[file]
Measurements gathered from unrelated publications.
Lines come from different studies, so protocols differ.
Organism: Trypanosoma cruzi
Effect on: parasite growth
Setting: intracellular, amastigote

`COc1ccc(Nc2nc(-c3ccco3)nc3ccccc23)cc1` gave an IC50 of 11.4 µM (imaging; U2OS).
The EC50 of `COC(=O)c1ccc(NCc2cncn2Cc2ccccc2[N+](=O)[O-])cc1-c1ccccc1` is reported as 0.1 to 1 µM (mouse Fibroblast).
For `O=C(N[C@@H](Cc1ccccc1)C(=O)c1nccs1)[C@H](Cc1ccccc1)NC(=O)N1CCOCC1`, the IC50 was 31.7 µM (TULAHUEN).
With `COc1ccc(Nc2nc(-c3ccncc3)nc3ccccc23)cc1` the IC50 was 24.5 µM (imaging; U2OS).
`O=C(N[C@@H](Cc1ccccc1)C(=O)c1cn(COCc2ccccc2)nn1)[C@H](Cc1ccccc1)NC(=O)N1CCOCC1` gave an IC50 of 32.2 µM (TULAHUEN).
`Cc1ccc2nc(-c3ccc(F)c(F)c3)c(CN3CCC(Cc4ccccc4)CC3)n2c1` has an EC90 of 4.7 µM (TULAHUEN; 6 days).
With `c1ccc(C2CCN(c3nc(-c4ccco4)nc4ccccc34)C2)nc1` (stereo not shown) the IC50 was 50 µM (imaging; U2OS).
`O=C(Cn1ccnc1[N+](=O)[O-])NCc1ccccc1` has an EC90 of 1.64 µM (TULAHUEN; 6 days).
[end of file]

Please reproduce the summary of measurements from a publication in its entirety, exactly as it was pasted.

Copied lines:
Measurements gathered from unrelated publications.
Lines come from different studies, so protocols differ.
Organism: Trypanosoma cruzi
Effect on: parasite growth
Setting: intracellular, amastigote

`COc1ccc(Nc2nc(-c3ccco3)nc3ccccc23)cc1` gave an IC50 of 11.4 µM (imaging; U2OS).
The EC50 of `COC(=O)c1ccc(NCc2cncn2Cc2ccccc2[N+](=O)[O-])cc1-c1ccccc1` is reported as 0.1 to 1 µM (mouse Fibroblast).
For `O=C(N[C@@H](Cc1ccccc1)C(=O)c1nccs1)[C@H](Cc1ccccc1)NC(=O)N1CCOCC1`, the IC50 was 31.7 µM (TULAHUEN).
With `COc1ccc(Nc2nc(-c3ccncc3)nc3ccccc23)cc1` the IC50 was 24.5 µM (imaging; U2OS).
`O=C(N[C@@H](Cc1ccccc1)C(=O)c1cn(COCc2ccccc2)nn1)[C@H](Cc1ccccc1)NC(=O)N1CCOCC1` gave an IC50 of 32.2 µM (TULAHUEN).
`Cc1ccc2nc(-c3ccc(F)c(F)c3)c(CN3CCC(Cc4ccccc4)CC3)n2c1` has an EC90 of 4.7 µM (TULAHUEN; 6 days).
With `c1ccc(C2CCN(c3nc(-c4ccco4)nc4ccccc34)C2)nc1` (stereo not shown) the IC50 was 50 µM (imaging; U2OS).
`O=C(Cn1ccnc1[N+](=O)[O-])NCc1ccccc1` has an EC90 of 1.64 µM (TULAHUEN; 6 days).